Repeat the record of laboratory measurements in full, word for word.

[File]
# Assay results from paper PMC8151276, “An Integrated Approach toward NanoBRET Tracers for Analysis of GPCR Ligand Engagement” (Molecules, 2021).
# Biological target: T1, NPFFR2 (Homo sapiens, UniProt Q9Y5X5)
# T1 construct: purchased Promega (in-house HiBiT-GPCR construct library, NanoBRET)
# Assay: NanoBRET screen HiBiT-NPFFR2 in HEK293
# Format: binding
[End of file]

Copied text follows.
# Assay results from paper PMC8151276, “An Integrated Approach toward NanoBRET Tracers for Analysis of GPCR Ligand Engagement” (Molecules, 2021).
# Biological target: T1, NPFFR2 (Homo sapiens, UniProt Q9Y5X5)
# T1 construct: purchased Promega (in-house HiBiT-GPCR construct library, NanoBRET)
# Assay: NanoBRET screen HiBiT-NPFFR2 in HEK293
# Format: binding